PLACES THAT ARE FOUND Tommy Keene

With a sparkling new
career retrospective in stores, the pop auteur is comfortable in his own skin
and with cult artist status. And he still gets excited about playing.

 

BY MARK JENKINS

 

As he’s the first to admit, Tommy Keene is not a rock’n’roll
star. But the singer-guitarist is beginning to feel like a success.

 

“I’ve never sold a lot of records, obviously,”
says Keene by phone from Los
Angeles, where the Washington,
D.C. native has lived since 1988.
“But I feel that as I get older — maybe because I’m persistent and keep
putting out records — I get a little more accepted, and a little more
respect.”

 

The occasion for such musing is Tommy Keene You Hear Me: A Retrospective, 1983-2009 (Second Motion),
a 41-song compilation that covers most of his career. (It excludes his 1982
solo debut, Strange Alliance, and his
work with such late-’70s bands as the Razz and the Rage.) Keene’s style has sometimes been dubbed
“power pop,” but these songs toughen jangly rhythm guitar with
assertive lead, and counter upbeat melodies with melancholy lyrics. The result
is music that’s immediately accessible, yet a bit more complex than the
Knack’s.

 

The two-CD set includes material originally released by a
half-dozen companies, including Geffen, with whom Keene had a classic major-label misadventure.
He’s now philosophical about Geffen, which released 1986’s Songs from the Film and 1989’s Based
on Happy Times
. “Starting a band in D.C., attracting an audience,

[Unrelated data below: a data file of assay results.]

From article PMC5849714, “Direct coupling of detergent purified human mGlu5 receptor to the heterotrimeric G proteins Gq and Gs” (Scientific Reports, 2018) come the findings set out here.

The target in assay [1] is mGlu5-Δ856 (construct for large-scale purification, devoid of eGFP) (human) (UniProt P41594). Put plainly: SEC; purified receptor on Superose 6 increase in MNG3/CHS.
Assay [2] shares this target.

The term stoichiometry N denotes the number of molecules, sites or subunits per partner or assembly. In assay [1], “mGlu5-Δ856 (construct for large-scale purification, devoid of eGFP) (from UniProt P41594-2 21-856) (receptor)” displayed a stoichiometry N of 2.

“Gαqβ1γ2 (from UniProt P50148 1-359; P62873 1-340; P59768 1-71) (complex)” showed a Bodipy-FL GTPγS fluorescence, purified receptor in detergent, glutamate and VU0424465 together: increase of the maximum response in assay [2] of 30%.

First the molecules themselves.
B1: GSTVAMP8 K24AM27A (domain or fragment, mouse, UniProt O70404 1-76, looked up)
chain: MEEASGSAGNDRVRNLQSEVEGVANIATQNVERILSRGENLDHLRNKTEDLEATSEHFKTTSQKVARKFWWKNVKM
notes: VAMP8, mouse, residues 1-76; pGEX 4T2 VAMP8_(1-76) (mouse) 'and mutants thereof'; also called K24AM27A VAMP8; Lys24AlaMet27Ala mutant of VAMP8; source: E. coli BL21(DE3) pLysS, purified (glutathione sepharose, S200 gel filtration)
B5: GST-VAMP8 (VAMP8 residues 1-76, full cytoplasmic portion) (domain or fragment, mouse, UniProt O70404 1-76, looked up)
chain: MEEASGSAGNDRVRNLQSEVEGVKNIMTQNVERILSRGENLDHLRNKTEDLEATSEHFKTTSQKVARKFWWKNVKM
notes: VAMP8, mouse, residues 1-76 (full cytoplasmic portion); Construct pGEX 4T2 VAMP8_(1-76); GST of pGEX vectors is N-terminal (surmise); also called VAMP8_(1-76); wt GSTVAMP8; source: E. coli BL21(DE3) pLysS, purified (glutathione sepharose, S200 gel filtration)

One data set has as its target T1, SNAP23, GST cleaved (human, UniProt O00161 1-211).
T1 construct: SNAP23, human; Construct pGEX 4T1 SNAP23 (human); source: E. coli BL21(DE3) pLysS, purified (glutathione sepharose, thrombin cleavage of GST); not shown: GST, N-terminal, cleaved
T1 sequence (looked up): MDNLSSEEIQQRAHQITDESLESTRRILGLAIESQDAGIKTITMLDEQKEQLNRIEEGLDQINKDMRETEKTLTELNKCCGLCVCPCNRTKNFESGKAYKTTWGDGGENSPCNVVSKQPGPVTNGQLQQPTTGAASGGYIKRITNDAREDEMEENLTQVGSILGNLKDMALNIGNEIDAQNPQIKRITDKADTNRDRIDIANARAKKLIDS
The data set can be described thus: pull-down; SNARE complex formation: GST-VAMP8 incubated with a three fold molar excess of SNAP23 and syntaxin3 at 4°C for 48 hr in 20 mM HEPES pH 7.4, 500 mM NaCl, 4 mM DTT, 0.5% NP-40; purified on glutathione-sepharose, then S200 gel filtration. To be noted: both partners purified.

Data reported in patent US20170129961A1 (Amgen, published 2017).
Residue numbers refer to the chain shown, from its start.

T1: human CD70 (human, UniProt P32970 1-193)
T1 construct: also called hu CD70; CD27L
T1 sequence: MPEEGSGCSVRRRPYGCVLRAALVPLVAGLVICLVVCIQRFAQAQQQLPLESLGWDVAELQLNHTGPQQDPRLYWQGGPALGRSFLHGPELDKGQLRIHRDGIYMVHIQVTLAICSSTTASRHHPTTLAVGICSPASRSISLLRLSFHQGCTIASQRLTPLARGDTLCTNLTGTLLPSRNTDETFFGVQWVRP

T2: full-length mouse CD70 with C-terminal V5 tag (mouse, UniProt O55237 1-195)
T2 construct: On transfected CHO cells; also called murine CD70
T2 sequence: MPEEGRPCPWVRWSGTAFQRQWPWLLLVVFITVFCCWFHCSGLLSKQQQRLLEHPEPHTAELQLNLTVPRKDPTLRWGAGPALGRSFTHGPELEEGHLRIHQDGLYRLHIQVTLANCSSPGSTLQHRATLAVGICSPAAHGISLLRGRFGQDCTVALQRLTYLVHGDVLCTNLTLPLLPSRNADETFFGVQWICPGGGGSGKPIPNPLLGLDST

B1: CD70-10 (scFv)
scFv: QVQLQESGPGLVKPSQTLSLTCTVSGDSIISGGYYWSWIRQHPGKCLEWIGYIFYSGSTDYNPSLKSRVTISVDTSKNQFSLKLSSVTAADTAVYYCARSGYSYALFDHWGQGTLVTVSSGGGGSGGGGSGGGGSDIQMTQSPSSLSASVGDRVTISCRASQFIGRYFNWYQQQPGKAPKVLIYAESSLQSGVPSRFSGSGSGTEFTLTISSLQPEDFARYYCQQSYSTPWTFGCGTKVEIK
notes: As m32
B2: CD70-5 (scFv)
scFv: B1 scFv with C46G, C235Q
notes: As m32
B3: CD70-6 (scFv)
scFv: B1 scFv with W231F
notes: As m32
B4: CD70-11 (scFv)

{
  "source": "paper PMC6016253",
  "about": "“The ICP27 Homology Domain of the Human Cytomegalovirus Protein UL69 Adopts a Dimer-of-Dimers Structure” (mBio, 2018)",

getting played on the radio, and then getting the Geffen deal was just an
experience I went through,” he says. “Looking back, it wasn’t that
unusual.”

 

You Hear Me includes seven songs each from Songs from
the Film
(expensively and controversially produced by Beatles engineer
Geoff Emerick) and Based on Happy Times.
While the former was finally released on CD in 1998, the latter has never been
reissued. Keene
estimates that only 1,000 CD copies were pressed, making it as much of a
collectible as his early tiny-label singles and EPs.

 

Programming the compilation “was really
difficult,” Keene
says. “I went back and forth with 50 drafts. I have a lot of demos, a lot
of unreleased songs. I could have put out a four-CD thing, which doesn’t really
make sense for an artist who sells the amount of records that I do.”

 

Ultimately, he explains, “I put together the track
listing for myself. Songs that I was proud of, or wanted as the legacy of this
period of my career. I left off some obvious songs.”

 

When surveying his musical past, Keene notes, “I’m my worst critic, and
my biggest fan. I vacillate. I can tell you what’s wrong with every song. And I
can tell you why I like most of them.”

 

In part because of their fuller sound, the musician prefers
the compilation’s more recent selections. “I’m actually most pleased with
the second half of the second disc,” he says. “It’s sometimes hard to
be objective about the older stuff. The complaints about production, I share
with a lot of people.”

 

These days Keene
records in a home studio, where “it’s so much easier to get great